Surface Sensitivity of PiFM

View as PDF

Thanks for downloading our application note!


Molecular Vista Logo

Consider a conversation

Tell us about your application so we can provide more pertinent info. Don't worry, this isn't a disguised sales pitch. Our experts are ready to have a scientific discussion.

Leave this field blank

This site is protected by reCAPTCHA and the Google Privacy Policy and Terms of Service apply.

Since photo-induced force (PiF) is generated from the tip-enhanced field, which extends only about 20 nm from the apex of the AFM tip, PiFM enjoys excellent surface sensitivity along with ~5 nm spatial resolution. PS(polystyrene)-b-PTMSS[poly(4-trimethylsilylstyrene)] block copolymer (PS-PTMSS BCP) with horizontal lamellae is used to demonstrate the surface sensitivity. BCP is an excellent sample to demonstrate both spatial and depth resolution since the thickness of each block component can be controlled precisely by adjusting the molecular weights of the components. In this case, the full pitch L0 of the BCP is ~22 nm as shown in figure 1. One sample with island features with PTMSS at the top (shown in the top row of figure 1) and another sample with holes with PS at the bottom (shown in the bottom row of figure 1) were prepared on silicon substrate.

Fig 2 - Surface Sensitivity of PiFM - App Notes on PiFM
Figure 2: PiFM images of two structures with islands and holes. PS (PTMSS) maps are imaged at 1493 (1599) cm−1 and overlaid on 3D topography.

Figure 2 shows what a conventional AFM would produce as topography and phase images. Note that the height of the island features and the depth of the hole features measure about 11 nm, as expected since they should measure half of the full pitch L0. While the height (or depth) can be confirmed, AFM topography and phase cannot determine whether the top of the island (or bottom of the hole) structure is composed of PTMSS (or PS). In fact, it will be difficult to find an analytical technique that combines the surface chemical sensitivity and the nanoscale spatial resolution that are required to shed light on the chemical nature of the molecules associated with this type of structures.

Figure 2 shows PiFM images acquired at 1493 cm−1 for PS molecules (colored red) and 1599 cm−1 for PTMSS molecules (colored green) along with the combined PiFM images overlaid onto the 3D topography for both sample types. One can see that for island features (top row), PS (red) molecules cover regions surrounding the features while PTMSS (green) molecules cover the features. One can also see that for the hole features (bottom row), PS (red) molecules cover the bottom surface of the features while PTMSS (green) molecules cover regions surrounding the features. Thus, PiFM can identify which molecules cover the different regions even though the top layer that we are measuring is only 5.5 nm thick and there are more of the same molecules in the adjoining regions, buried by only 5.5 nm; this goes to show that PiFM derives most of its signal from the top few nanometers even though PiF extends down to ~20 nm depth.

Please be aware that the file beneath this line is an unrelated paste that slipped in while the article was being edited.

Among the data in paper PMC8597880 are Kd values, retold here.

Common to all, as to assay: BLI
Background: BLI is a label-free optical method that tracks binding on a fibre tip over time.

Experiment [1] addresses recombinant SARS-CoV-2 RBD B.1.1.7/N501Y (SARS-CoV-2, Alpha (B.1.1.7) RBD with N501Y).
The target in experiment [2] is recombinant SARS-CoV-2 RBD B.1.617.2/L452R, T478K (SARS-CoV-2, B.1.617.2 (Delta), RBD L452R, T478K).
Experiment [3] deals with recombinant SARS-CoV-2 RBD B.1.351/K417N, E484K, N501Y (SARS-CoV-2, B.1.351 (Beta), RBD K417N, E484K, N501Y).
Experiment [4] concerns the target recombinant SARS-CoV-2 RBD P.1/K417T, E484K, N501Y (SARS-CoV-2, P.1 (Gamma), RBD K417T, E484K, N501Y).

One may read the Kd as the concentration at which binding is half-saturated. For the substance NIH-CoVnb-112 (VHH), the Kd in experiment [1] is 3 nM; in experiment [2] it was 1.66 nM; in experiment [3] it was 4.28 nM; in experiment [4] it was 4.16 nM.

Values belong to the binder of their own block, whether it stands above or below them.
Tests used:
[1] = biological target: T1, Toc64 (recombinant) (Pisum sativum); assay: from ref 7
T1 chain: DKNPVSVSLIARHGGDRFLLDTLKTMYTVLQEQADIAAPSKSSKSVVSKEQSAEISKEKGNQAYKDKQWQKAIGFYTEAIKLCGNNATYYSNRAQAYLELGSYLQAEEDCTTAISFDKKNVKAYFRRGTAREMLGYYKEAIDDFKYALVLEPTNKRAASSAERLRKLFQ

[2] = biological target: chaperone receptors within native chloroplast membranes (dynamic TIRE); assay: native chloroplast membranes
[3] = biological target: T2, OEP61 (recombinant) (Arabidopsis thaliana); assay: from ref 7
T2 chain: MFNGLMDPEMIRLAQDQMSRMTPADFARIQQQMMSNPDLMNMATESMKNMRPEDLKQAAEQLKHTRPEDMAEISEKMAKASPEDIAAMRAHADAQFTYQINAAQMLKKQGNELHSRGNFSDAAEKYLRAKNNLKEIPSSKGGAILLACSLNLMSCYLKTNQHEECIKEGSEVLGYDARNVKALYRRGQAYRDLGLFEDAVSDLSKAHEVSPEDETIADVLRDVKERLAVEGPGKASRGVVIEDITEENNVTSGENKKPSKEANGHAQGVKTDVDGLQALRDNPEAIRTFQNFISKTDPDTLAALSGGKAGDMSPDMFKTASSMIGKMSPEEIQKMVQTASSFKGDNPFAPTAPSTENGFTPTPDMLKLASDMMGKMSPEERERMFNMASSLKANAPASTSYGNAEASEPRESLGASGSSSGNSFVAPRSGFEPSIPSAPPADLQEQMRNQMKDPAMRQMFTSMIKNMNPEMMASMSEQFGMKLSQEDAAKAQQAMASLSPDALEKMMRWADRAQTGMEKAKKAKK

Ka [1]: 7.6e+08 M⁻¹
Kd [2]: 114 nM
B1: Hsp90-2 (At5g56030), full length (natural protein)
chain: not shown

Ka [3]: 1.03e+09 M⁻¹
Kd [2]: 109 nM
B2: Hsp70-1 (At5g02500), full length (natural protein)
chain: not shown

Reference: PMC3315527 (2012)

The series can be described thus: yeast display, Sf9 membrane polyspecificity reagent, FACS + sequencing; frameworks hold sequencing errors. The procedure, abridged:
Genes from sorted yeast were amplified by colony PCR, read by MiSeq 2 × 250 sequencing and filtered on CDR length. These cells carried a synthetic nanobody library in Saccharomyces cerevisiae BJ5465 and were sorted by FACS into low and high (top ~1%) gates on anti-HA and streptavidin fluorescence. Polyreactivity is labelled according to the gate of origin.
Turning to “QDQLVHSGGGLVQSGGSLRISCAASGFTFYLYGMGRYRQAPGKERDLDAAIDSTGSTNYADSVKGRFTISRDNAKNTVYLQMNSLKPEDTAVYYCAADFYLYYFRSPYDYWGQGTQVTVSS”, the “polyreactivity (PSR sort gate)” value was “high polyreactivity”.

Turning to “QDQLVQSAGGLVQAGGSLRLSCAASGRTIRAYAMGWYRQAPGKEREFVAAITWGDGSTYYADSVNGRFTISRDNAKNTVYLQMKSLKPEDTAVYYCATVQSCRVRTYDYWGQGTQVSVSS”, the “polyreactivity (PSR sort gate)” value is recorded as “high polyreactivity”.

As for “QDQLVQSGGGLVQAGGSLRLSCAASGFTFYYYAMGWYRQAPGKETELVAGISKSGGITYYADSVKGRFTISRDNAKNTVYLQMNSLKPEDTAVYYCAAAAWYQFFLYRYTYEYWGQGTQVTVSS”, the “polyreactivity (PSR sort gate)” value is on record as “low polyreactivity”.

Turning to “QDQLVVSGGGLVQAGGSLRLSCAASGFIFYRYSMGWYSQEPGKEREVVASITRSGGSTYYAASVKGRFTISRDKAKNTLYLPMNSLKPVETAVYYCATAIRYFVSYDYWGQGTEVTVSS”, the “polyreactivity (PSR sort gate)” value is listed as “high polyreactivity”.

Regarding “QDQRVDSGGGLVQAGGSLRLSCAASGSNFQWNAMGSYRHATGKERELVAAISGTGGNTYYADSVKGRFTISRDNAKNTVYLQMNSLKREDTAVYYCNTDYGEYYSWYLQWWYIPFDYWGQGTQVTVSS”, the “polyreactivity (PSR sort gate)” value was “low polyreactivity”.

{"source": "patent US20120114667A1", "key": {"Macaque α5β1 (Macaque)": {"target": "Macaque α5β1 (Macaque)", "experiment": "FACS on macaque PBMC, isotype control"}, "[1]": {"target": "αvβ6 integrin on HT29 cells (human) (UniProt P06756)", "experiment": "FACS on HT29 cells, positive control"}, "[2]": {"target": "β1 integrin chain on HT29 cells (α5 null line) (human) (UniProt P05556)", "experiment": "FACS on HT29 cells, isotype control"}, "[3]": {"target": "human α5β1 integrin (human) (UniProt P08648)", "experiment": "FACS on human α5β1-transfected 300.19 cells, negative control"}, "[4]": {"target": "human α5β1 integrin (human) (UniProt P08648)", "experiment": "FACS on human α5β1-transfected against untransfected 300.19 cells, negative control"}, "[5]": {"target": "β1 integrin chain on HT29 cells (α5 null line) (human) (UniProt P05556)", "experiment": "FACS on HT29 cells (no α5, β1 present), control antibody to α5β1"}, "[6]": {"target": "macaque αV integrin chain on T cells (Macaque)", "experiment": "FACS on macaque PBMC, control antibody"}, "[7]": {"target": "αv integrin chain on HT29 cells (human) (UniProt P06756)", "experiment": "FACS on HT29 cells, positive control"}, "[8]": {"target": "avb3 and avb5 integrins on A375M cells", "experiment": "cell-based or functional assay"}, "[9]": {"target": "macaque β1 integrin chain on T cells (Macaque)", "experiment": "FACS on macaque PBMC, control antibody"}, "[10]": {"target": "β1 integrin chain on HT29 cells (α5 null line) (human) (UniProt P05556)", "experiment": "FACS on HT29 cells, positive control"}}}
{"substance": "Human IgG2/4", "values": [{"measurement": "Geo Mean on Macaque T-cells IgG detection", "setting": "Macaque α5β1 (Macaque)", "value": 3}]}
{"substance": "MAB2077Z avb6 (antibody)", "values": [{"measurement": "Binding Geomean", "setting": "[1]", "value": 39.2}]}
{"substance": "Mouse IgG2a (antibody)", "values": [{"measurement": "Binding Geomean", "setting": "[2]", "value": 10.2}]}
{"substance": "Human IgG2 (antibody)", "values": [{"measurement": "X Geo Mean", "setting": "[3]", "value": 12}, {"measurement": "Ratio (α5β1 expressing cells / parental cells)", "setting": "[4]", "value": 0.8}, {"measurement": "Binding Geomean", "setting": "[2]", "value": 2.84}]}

Looking at the PS (red) image at the top row of figure 2, the contrast seems to indicate that there is no PS molecules associated with the island structure. In fact, we know that there are PS molecules 5.5 nm below the surface. However, if we instead locate the AFM tip on top of the island structure and acquire a PiFM spectrum, we should see infrared (IR) signatures of both PTMSS and PS since PiF extends down to ~20 nm.

Fig 3 - Surface Sensitivity of PiFM - App Notes on PiFM
Figure 3: PiFM spectra of bilayer samples showing the precipitous drop in PiFM signal at a depth of 5.5 nm.

Figure 3 shows PiFM spectra associated with two different bi-layer samples, one with PS on top of PTMSS and another with PTMSS on top of PS. One can see that when there is a layer of PTMSS on top of PS, the two PS absorption bands (at 1452 and 1492 cm−1) are still seen in the PiFM spectrum (blue spectrum) albeit greatly reduced when compared to the spectrum acquired with PS on top of PTMSS (orange spectrum). The PTMSS peak at 1599 cm−1 shows a similar behavior with a sharp reduction in its peak strength when PS is on top of the PTMSS layer. For both PS and PTMSS, the peak strength drops by about ~80% when there is 5.5 nm of an intervening polymer layer, demonstrating the excellent surface sensitivity of PiFM.

Fig 4 - Surface Sensitivity of PiFM - App Notes on PiFM
Figure 4: Topography (and its cross-section profile) and PiFM images at 1730 cm−1 and 1519 cm−1 of a single layer C6-DPA on PMMA.
Fig 5 - Surface Sensitivity of PiFM - App Notes on PiFM
Figure 5: 200 nm x 200 nm image of C6-DPA at 1519 cm−1 shows nanoscale chemical variations at the length scale of ~10 nm.

Two-dimensional crystals of organic semiconductors (2DCOS) have attracted attention for large-area and low-cost flexible optoelectronics. Figure 4 shows topography, PiFM images at 1730 cm−1 and 1519 cm−1, and cross-section profile of the topography of 2DCOS, 2,6-bis(4-hexylphenyl) anthracene (C6-DPA) formed on top of a PMMA film. The measured C6-DPA thickness is around 2.5 nm, indicating it could be a single layer.  The image at 1730 cm−1 highlights the PMMA substrate nicely while the image at 1519 cm−1 highlights the C6-DPA well.  Again, the contrast obtained for both materials are excellent due to the surface sensitivity of PiFM even for such thin layers. When we zoom into a single flake of C6-DPA (figure 5), nanoscale variations are observed in the signal strength of 1519 cm−1 band, suggestive of chemical variations on the scale of ~10 nm.

We would like to thank Michael Maher and Prof. Grant Wilson of Univ. of Texas at Austin for the PS-PTMSS samples. We would like to thank Prof. Lang Jiang and Dr. Mingchao Xiao of ICCAS for the 2DCOS sample.

Interested in a niche application?

Ask us, we may have already studied it.